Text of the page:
Regular Checkups Help Keep Your Financial Future Healthy
Just what the doctor ordered.
Regular checkups are just as good for your financial health as they are for your physical health. They're a great way to re-evaluate and rebalance your financial life. Start by examining your current savings, investments and income. Knowing where your money is now and where you want it to go will help show you how much you'll need for the future.
Benefits of a financial checkup
Goal number one is to get an accurate view of your financial situation and any gaps that might exist. Think about whether your goals have changed and if your savings and investments still meet them.
Significant life events – marriage, divorce, having children, starting a business, etc. – may have an impact, as well.
Once you know where you're going, you can:
- Assess how comfortable you are with risk
- Rebalance or diversify your portfolio
- Weigh options based on your personal needs
- Monitor your progress
When should you have a financial checkup?
At least annually. Year-end makes sense. With all of your account statements and financial records on hand, you’ll have a clearer and more complete view of your investment picture.
Otherwise, evaluate your financial situation whenever key events occur in your life. Such as when you:
- Get a new job, big promotion or bonus
- Get married or divorced
- Welcome a new member in the family
- Receive an inheritance
- Sell a major asset
- Pay off a major loan (home, business, college debt)
- Win the lottery
Pay close attention to investments for retirement
One of your top priorities is probably saving for retirement.
As the timeline to retirement shrinks, make sure your investment mix is keeping you on track for retirement.
If your portfolio is producing low returns, you may not be accumulating enough for a comfortable retirement.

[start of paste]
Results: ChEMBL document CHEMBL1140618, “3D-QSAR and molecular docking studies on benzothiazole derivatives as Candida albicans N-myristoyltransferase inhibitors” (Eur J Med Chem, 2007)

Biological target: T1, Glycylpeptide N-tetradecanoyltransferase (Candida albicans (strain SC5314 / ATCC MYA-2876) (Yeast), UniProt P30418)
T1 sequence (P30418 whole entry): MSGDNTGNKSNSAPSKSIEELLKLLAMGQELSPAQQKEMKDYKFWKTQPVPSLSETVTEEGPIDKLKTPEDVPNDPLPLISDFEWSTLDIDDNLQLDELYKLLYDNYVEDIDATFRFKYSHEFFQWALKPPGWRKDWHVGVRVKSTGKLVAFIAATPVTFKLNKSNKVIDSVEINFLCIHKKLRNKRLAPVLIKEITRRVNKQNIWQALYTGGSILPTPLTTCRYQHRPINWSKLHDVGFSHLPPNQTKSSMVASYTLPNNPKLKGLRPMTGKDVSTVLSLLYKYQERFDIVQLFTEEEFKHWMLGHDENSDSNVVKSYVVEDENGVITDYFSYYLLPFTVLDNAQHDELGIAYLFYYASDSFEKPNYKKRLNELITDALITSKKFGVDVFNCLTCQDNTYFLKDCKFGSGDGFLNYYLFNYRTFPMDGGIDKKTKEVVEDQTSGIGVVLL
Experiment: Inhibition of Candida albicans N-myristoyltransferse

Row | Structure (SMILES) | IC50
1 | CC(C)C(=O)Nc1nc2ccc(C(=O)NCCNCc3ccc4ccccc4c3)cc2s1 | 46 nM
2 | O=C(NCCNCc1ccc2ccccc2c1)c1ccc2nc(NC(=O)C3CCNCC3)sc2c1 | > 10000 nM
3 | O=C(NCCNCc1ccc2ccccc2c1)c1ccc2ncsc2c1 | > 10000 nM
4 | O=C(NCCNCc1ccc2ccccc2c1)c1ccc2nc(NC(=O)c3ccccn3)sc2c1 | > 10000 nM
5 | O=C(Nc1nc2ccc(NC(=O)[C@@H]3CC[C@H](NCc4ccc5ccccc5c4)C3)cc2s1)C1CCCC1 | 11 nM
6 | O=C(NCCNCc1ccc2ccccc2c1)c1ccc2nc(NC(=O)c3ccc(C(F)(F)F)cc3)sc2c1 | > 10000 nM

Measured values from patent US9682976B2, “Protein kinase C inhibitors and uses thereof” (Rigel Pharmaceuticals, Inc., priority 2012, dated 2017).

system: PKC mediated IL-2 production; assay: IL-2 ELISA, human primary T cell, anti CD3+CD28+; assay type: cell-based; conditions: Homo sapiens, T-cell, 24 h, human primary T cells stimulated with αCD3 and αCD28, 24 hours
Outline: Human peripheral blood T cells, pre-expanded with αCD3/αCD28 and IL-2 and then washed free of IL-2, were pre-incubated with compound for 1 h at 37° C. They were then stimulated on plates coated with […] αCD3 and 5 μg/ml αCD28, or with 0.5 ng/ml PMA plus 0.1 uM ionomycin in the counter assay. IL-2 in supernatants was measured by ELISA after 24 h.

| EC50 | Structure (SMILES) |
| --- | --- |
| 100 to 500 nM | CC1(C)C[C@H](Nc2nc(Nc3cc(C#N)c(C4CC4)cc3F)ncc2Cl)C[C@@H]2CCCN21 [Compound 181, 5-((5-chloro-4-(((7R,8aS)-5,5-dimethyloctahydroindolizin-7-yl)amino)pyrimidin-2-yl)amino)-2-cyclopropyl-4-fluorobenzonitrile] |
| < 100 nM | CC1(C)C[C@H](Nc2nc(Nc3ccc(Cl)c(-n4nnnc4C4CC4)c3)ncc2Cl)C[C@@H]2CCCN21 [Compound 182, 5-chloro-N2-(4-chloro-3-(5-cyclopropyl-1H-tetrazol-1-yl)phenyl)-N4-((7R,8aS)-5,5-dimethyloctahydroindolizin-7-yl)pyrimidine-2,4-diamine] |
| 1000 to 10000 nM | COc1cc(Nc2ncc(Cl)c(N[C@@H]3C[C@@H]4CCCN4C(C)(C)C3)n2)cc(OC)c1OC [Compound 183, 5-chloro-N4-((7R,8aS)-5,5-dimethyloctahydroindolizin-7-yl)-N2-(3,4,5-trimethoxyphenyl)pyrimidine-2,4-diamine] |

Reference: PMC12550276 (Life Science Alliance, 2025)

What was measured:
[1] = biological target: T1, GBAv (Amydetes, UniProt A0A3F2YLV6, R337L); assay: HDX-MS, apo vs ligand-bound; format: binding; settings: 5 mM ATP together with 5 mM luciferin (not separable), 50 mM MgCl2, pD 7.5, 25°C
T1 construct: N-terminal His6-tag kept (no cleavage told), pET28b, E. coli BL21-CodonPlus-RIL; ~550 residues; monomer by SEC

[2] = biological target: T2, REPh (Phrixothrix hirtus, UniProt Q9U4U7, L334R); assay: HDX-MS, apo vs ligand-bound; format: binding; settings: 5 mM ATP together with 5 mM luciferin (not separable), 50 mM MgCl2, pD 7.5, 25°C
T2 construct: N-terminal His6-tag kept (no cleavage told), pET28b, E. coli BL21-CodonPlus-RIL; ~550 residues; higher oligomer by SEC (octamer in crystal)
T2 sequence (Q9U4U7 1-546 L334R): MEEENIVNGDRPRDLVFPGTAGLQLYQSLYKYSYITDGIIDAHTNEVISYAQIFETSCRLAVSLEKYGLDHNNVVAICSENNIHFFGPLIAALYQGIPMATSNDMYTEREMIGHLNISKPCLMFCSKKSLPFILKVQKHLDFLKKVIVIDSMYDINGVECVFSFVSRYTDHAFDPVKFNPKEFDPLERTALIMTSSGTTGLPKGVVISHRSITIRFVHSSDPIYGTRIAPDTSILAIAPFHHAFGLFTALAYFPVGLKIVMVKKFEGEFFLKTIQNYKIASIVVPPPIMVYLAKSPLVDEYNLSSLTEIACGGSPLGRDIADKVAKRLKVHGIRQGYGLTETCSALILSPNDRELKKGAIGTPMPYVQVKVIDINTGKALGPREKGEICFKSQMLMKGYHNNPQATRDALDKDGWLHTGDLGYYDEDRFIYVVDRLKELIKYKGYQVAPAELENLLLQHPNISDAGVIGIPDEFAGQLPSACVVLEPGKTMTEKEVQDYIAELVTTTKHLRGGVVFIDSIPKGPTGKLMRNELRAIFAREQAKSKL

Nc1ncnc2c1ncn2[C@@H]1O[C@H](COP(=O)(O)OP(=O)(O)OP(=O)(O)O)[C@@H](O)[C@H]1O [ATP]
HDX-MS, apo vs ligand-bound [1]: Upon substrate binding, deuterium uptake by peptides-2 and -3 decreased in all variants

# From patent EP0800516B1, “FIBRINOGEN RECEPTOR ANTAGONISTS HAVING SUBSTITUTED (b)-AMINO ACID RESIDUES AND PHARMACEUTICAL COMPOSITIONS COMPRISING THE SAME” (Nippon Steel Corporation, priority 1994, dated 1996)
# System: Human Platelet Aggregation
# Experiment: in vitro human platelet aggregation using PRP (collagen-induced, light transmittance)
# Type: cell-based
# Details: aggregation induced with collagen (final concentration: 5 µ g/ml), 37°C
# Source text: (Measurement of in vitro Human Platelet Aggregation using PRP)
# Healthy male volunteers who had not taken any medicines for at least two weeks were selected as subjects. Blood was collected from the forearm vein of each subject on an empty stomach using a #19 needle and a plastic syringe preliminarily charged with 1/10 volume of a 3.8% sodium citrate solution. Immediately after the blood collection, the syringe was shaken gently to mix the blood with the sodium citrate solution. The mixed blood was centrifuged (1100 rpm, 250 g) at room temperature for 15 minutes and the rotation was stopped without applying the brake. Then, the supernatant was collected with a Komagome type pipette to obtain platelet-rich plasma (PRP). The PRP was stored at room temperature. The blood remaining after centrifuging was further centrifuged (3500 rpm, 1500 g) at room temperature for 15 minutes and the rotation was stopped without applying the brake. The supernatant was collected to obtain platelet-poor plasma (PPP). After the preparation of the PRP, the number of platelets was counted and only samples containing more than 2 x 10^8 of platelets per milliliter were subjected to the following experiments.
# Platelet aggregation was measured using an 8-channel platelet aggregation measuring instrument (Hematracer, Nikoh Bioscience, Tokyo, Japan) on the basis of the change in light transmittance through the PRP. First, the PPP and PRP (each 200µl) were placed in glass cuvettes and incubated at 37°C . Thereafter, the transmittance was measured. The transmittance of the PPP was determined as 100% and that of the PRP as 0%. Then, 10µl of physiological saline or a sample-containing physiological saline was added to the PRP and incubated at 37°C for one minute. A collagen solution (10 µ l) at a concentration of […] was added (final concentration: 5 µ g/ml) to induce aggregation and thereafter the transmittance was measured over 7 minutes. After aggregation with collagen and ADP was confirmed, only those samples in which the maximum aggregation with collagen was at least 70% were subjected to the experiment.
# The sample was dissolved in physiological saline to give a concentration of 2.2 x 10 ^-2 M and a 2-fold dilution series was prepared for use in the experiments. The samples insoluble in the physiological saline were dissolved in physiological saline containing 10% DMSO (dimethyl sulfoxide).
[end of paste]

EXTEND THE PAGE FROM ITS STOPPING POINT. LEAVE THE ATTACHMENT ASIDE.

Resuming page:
It may be time to change your investment mix to potentially increase your return potential and by spreading your assets around so that the fluctuations of a single security have less impact on your overall portfolio – in other words, diversify your portfolio.
The use of diversification and asset allocation as part of an overall investment strategy does not assure a profit or protect against loss in a declining market. Keep in mind that investing involves risk, so there’s no guarantee you’ll reach your investment goals.
Use a benchmark or evaluation tools
Just keep a long-term perspective when you’re working on long-term investment goals, such as saving for retirement.
- Evaluate your investments' performance by stacking them up against similar investments or indexes
- Use the On Your Side® Interactive Retirement PlannerSM to help set retirement goals, track progress and find ways to improve your retirement outlook − all in about 10 minutes.
- Look for questionnaires, guides and calculators in magazines and websites
If you don’t want to go it alone, contact your accountant, banker or investment professional. An annual evaluation of your investments may be part of their regular services.
Once you’ve completed your financial checkup, keep it handy. You’ll want to refer to it throughout the year to monitor your progress and note any changes for next year’s financial review.